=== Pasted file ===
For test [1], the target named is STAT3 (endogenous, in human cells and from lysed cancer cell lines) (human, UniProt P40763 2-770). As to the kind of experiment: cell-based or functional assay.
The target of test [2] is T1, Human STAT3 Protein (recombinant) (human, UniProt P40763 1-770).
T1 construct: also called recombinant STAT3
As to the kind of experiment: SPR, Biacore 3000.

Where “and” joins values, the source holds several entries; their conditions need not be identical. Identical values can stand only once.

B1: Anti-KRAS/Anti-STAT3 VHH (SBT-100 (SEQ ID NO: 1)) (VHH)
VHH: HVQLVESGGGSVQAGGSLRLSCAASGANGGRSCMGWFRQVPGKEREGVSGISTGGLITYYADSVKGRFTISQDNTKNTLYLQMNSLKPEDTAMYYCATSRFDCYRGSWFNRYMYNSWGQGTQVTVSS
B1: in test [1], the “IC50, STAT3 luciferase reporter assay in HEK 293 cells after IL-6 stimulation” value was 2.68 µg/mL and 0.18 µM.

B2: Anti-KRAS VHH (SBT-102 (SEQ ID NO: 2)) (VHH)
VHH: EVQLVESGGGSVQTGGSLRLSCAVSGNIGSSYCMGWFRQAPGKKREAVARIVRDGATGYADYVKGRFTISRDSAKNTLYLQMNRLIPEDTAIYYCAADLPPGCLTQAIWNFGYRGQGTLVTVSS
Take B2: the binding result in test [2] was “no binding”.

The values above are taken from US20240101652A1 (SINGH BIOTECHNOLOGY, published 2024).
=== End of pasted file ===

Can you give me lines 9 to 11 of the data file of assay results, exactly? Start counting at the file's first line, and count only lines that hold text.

B2: Anti-KRAS VHH (SBT-102 (SEQ ID NO: 2)) (VHH)
VHH: EVQLVESGGGSVQTGGSLRLSCAVSGNIGSSYCMGWFRQAPGKKREAVARIVRDGATGYADYVKGRFTISRDSAKNTLYLQMNRLIPEDTAIYYCAADLPPGCLTQAIWNFGYRGQGTLVTVSS
Take B2: the binding result in test [2] was “no binding”.